Group One – 12pm – 1pm
- Professor Dame Athene Donald, Professor of Soft Matter and Biological Physics at University of Cambridge – “Goo: The Physics of the Everyday Stuff that Surrounds Us”
- Professor Judith Mank, Professor and Chair of Evolutionary and Comparative Biology at University College London – “What makes us different: The genetics of females and males”
- Dr Heather Whitney, ERC Research Fellow at University of Bristol – “Peacock ferns and metallic moss – why are some plants iridescent?”
- Dr Samia Elfekih, UNESCO-L’OREAL Postdoctoral scientist, at Imperial College & Natural History Museum, London – “The genomics of pesticide resistance in the case of fruit flies of economic importance”
Group Two – 1pm – 2pm
- Professor Lesley Yellowlees, Professor of Inorganic Electrochemistry at University of Edinburgh; first female President of the Royal Society of Chemistry (incoming) – “What have the chemists ever done for us?”
- Professor Kathy Willis, Tasso Leventis Professor of Biodiversity, and Director of the Oxford Martin School Biodivserity Institute at University of Oxford – “Where can we damage? Biodiversity planning for the future”
- Professor Helen Dawes, Elizabeth Casson Trust Chair at Faculty of Health and Life Sciences at Oxford Brookes University – “Movement Prints”
- Dr Nicola Raihani, Royal Society University Research Fellow at University College London – “Helpful humans and friendly fish – common mechanisms for cooperative behaviour in nature”
Group Three – 2pm – 3pm
- Professor Sunetra Gupta, Professor of Theoretical Epidemiology at University of Oxford – “Dressed to kill: what do infectious disease agents have in their wardrobes?”
- Ruth Amos, Young Engineer for Britain 2006 – “The Science behind being an Inventor”
- Dr Deborah Goberdhan Lecturer in Physiology, Anatomy and Genetics department at University of Oxford– “How do cells and animals know how much to grow?”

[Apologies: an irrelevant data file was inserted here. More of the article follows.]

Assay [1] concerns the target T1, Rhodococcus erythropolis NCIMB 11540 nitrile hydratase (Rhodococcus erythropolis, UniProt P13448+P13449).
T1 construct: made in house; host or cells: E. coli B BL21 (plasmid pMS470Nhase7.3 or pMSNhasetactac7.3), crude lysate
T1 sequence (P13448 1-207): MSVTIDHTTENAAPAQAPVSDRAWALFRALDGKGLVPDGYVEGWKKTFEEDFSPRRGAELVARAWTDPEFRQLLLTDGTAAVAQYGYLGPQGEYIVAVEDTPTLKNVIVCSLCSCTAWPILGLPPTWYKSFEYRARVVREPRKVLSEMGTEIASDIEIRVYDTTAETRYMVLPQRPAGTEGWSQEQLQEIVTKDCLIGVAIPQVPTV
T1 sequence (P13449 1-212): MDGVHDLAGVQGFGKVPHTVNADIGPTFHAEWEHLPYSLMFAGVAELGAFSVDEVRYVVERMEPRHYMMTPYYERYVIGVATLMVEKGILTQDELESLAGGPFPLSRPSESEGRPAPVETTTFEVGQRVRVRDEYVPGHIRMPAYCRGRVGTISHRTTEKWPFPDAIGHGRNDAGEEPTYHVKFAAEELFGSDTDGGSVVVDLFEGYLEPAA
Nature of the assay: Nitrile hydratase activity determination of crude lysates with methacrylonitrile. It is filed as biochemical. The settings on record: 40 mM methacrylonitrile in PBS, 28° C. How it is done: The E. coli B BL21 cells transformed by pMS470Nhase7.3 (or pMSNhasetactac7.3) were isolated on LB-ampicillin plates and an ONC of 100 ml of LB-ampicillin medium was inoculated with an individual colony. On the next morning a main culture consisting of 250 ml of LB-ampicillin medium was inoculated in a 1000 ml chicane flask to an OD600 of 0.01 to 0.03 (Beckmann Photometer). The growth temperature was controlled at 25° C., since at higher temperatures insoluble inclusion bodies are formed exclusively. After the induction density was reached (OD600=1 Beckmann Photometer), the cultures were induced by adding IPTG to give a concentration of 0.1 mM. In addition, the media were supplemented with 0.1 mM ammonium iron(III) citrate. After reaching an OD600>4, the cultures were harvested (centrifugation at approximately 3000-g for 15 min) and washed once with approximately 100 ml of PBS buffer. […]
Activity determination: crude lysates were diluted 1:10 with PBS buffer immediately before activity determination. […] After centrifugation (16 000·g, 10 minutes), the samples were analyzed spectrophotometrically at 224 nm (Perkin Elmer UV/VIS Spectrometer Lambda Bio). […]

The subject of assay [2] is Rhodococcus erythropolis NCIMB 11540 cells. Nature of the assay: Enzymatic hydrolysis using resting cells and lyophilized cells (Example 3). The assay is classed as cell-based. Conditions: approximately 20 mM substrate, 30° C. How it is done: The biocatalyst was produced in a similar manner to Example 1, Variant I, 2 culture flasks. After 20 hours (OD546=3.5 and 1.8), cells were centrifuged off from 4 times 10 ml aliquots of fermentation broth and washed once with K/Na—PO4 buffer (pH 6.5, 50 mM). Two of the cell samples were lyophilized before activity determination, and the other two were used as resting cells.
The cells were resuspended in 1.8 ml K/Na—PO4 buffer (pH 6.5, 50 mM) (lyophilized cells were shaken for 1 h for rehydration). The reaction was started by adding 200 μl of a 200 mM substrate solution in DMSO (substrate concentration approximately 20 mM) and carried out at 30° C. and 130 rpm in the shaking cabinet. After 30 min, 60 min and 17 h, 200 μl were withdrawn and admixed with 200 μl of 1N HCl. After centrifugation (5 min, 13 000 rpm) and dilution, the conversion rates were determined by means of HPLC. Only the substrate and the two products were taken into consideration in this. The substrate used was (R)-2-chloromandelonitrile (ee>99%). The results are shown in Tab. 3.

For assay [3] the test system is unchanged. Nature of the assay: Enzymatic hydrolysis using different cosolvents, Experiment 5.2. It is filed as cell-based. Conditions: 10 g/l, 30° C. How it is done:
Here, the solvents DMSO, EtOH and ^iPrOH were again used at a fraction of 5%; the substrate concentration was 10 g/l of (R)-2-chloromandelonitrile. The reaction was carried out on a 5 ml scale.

- Professor Caroline Dean, Professor of Cell & Developmental Biology at John Innes Centre Norwich – “Flowering and the memory of winter”
- Dr Giovanna Tinetti, Royal Society University Research Fellow & Reader, Department of Physics & Astronomy at University College London – “The Exoplanet Revolution”
For further information, visit: www.zsl.org/soapboxscience
More about The L’Oréal UK & Ireland National Fellowships”
The L’Oréal UK and Ireland Fellowships For Women In Science were launched in January 2007. The Fellowships are run in partnership with the UK National Commission for UNESCO, the Irish National Committee for UNESCO and the Royal Society.
This year, 4 awards of £15,000 will be offered to outstanding female postdoctoral researchers.
The fellowships have been designed to provide practical help for the winners to continue in their chosen fields. For example, winners may choose to spend their fellowship on buying scientific equipment or paying for childcare costs or indeed whatever they may need to continue their research.
In total, over 1,200 women in 103 countries have been recognised for their research and received funding to further their studies since the overall programme was founded in 1998